RBF Morph is a pioneer and leader in mesh morphing technology, which is now integrated with LS-DYNA and ANSYS Workbench and Mechanical for crashworthiness optimization. The integration of RBF Morph and LS-DYNA provides the ability to explore shape variants without recreating a new model, reusing the FEA model of a similar car at an early-stage design of a new car.

In the automotive industry, the study of a new shape for a vehicle in production can start from the modification of a model previously realized, and of which the CAD-design and/or the computational grid are already available. Additionally, sometimes there is the necessity to adapt the shape of one model to a completely different one to study its properties and its crash behavior. The use of mesh morphing involves a substantial saving of time since the realization of the new computational grid and the preparation of the FEM model are avoided. Building a new FEM model using a re-meshing approach can be complex and wasteful.

However, there are some requirements about the perfect matching between the style surface and the morphed FEM that must be satisfied. These requirements include having the same platform (hinges, connections), keeping the same cross-section, preserving welding through geometrical constraints, and not accepting discontinuities. The quality of the computational grid must also be preserved.

To apply mesh morphing, RBF Morph Structures is used, which is directly integrated into the Workbench interface for Ansys Mechanical and its LS-DYNA extension. This allows the use of both Mechanical’s implicit solver and LS-DYNA’s explicit one. RBF Morph Structures provides direct shape changes within the Ansys Workbench environment, the ability to quickly edit LS-DYNA keyword files, and flexibility and ease of use with a consistent Ansys-like user interface.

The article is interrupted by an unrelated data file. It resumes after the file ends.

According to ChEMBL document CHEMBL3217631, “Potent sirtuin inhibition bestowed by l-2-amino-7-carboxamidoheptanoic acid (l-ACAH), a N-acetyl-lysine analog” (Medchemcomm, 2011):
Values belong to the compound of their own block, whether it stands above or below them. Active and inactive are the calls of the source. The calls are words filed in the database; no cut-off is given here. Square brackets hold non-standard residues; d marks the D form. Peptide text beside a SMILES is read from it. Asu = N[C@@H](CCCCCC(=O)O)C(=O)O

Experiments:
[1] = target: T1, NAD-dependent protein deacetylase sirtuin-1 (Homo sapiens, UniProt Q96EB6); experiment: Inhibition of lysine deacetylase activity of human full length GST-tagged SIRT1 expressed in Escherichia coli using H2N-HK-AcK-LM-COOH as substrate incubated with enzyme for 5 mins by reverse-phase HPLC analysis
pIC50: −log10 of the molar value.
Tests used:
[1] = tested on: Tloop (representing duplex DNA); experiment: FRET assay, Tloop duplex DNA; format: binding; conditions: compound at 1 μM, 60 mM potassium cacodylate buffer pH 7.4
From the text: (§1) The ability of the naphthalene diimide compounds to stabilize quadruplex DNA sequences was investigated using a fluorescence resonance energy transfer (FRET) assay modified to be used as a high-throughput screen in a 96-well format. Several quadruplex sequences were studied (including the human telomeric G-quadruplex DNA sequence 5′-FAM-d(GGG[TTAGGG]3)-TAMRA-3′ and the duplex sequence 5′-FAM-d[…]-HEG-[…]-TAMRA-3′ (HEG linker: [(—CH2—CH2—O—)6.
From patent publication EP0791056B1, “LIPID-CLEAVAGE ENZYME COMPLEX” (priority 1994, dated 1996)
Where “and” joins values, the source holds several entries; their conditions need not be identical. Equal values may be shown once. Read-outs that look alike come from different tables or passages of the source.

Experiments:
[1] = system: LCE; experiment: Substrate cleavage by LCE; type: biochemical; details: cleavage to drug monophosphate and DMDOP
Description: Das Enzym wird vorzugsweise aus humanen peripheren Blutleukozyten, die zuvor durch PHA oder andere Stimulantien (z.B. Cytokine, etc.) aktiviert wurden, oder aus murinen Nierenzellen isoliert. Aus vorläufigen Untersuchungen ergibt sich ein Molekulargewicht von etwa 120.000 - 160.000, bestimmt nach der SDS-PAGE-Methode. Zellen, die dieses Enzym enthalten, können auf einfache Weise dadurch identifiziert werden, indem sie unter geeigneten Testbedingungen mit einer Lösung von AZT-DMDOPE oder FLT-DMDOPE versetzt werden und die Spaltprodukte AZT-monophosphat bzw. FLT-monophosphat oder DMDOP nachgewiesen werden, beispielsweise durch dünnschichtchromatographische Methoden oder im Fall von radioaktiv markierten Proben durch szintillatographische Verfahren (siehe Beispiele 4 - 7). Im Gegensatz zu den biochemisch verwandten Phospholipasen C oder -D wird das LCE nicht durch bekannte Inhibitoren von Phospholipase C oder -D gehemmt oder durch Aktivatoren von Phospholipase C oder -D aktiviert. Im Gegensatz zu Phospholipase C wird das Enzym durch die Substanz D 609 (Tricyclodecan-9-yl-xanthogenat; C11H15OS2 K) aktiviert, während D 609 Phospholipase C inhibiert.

In the example presented at Ansys Simulation World 2021, the integration of RBF Morph and LS-DYNA is demonstrated for the case of a car bonnet showing how the morphing allows to transform the hood of one car model onto that of another. The reconstruction of support guide surfaces on the mesh can increase the size of the mesh reinforcements of the adapted car. From a dead mesh to a supporting CAD, the desired mesh shapes can be quickly rebuilt. A parametric study of component shapes and positions typical of the structural design can be performed, allowing for easy design and shape optimization coupled with LS-DYNA’s explicit solver.

In conclusion, there is a need for advanced tools to explore shape variants in the crashworthiness field. Mesh morphing is an excellent tool to reuse existing and validated FEA models. In this study, a new approach based on LS-DYNA, ANSYS Mechanical, and RBF Morph was presented, allowing for the prediction of the crash of a reshaped car bonnet without the need for a new FEA mesh, in particular the bonnet of a Honda Accord was adapted onto the one of a Chevrolet Silverado getting the target crash behavior.